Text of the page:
By Nelson Hernandez
Washington Post Staff Writer
Wednesday, July 22, 2009
Maryland elementary and middle school students posted further gains on state tests of reading and math skills this year, state officials said Tuesday, but troubling pockets of low achievement remain in a state whose educational system is considered among the best in the nation.
Statewide average scores on the Maryland School Assessment tests improved in all categories, continuing a trend in recent years on the exams, which are given to students in third through eighth grade. The largest gains were recorded in middle school, which is considered encouraging because that is where many students begin to struggle academically.
Last year, 78.7 percent of Maryland middle school students showed proficiency in reading, and 69 percent met the standard in math. This year, 81.8 percent were proficient in reading, and 71.2 percent made the grade in math.
Elementary school scores rose by a smaller amount, with proficiency levels edging up by a little less than one percentage point in both reading and math.
The test scores are among the reasons Maryland schools received high marks this year from evaluators such as the Education Week trade newspaper. The state's standardized curriculum and its strong financial support of schools are also cited favorably.
In the District, less than half of elementary and middle school students showed proficiency in reading and math, according to results of the D.C. Comprehensive Assessment System exams released last week. Virginia's test scores are scheduled to be released next month.
In Maryland, relatively poor urban, rural and minority-dominated school systems continue to lag behind the state's wealthier suburbs.
Montgomery County continued to fare strongly in most categories, although 12 of the county's 38 middle schools failed to make "adequate yearly progress," a yardstick under the federal No Child Left Behind law that is used to measure schools in a variety of ways.
Three of the 12 middle schools would have met state requirements were it not for the introduction of a modified Maryland School Assessment test taken by some special education students, Superintendent Jerry D. Weast wrote in a letter to school board members. In previous years, those students were simply considered proficient. Proficiency rates on the new exam were low, with far fewer than half the special-needs students who took it meeting the standard.
At several other Montgomery middle schools, the scores of Hispanic students or others with limited English proficiency failed to show adequate yearly progress.
The Baltimore and Prince George's County school systems showed overall improvement but still ranked at the bottom among Maryland's 24 jurisdictions in most categories. Fewer than half of Baltimore middle-schoolers showed proficiency in math. Prince George's, which had a slight decline in that area, didn't do much better. Only 54.5 percent of its middle school students made the grade in math.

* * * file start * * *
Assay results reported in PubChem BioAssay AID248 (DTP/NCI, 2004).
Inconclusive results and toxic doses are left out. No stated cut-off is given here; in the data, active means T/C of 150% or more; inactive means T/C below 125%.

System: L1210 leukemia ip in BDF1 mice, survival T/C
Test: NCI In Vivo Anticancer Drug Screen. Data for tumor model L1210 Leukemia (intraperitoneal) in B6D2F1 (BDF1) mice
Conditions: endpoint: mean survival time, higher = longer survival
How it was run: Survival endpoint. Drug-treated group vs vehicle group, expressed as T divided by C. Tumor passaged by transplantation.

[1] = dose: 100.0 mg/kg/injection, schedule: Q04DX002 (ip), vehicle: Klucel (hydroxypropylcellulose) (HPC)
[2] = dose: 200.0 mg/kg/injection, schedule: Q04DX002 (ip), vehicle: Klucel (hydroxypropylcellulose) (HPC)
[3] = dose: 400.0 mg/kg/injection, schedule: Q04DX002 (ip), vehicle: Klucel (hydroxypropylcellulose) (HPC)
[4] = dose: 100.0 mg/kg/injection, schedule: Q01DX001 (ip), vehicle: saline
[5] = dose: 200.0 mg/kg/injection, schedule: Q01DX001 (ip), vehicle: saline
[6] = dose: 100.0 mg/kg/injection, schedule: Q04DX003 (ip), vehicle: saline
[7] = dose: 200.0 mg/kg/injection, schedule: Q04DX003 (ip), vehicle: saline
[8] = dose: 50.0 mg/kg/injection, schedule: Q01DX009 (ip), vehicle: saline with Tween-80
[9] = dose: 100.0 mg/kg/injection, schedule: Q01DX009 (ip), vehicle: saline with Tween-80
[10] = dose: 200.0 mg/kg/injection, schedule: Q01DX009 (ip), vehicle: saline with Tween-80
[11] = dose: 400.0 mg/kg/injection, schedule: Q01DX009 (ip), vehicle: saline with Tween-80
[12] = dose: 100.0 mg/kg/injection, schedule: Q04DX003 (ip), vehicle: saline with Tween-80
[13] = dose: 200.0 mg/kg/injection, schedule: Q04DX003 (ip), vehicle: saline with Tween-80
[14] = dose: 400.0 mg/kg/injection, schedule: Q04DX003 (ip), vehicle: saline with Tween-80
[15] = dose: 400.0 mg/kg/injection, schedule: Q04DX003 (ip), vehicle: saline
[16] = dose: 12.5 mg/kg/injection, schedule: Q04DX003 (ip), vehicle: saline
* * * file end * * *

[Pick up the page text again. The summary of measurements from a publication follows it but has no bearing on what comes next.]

"We do think they're making progress in catching up, but they do have a ways to go," said state Superintendent Nancy S. Grasmick.
One bright spot in Prince George's was its score in middle school reading, which increased by four percentage points, from 67.3 percent proficient to 71.3 percent.
The county is in the process of converting some schools to run from pre-kindergarten through eighth grade, a change intended to stop a slide in performance attributed to the move from elementary schools to larger, less controlled middle schools.
Kate Walsh, a member of the state school board, asked whether the optimistic reports from state officials could be taken seriously in light of the 2007 National Assessment of Educational Progress, which placed Maryland in the middle of the pack on some measures of achievement. "I'm not sure that we can assure the public that this . . . proficiency means anything," she said.
State officials largely dismissed the national exam's results, saying that it was given to only about 2,500 Maryland students and was not taken as seriously by teachers as the state exam. The state exam was given to 364,000 students, and failure has serious consequences for schools and teachers.
State data showed the achievement gap between black and white students continuing to close. On the 2003 elementary school math exam, 74 percent of white students showed proficiency, compared with 40.9 percent of black students -- a gap of 33.1 percentage points. This year, 91.9 percent of white students and 76 percent of black students achieved proficiency, a difference of 15.9 percentage points.
But some state school board members asked why Maryland's gap is higher than neighboring Virginia's, according to a federal study released last week.
Howard and Calvert counties posted strong scores. Proficiency rates exceeded 90 percent in reading in both counties and in elementary school math in Calvert. Howard students just missed 90 percent in elementary school math. In middle school math, 86.9 percent of Howard students and 83.5 percent of Calvert students showed proficiency.